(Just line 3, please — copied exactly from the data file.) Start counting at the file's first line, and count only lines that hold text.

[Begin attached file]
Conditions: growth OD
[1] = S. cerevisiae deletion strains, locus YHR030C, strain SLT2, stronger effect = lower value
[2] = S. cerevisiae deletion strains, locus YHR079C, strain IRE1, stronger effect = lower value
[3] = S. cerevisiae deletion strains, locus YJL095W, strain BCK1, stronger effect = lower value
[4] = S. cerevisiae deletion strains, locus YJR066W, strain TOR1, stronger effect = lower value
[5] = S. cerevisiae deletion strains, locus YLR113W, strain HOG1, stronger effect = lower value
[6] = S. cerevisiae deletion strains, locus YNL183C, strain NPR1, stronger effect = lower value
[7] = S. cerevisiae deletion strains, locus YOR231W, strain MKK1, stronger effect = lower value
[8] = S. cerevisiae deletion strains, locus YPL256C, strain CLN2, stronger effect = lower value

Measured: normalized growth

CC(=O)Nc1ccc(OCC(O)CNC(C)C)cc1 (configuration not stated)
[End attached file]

[2] = S. cerevisiae deletion strains, locus YHR079C, strain IRE1, stronger effect = lower value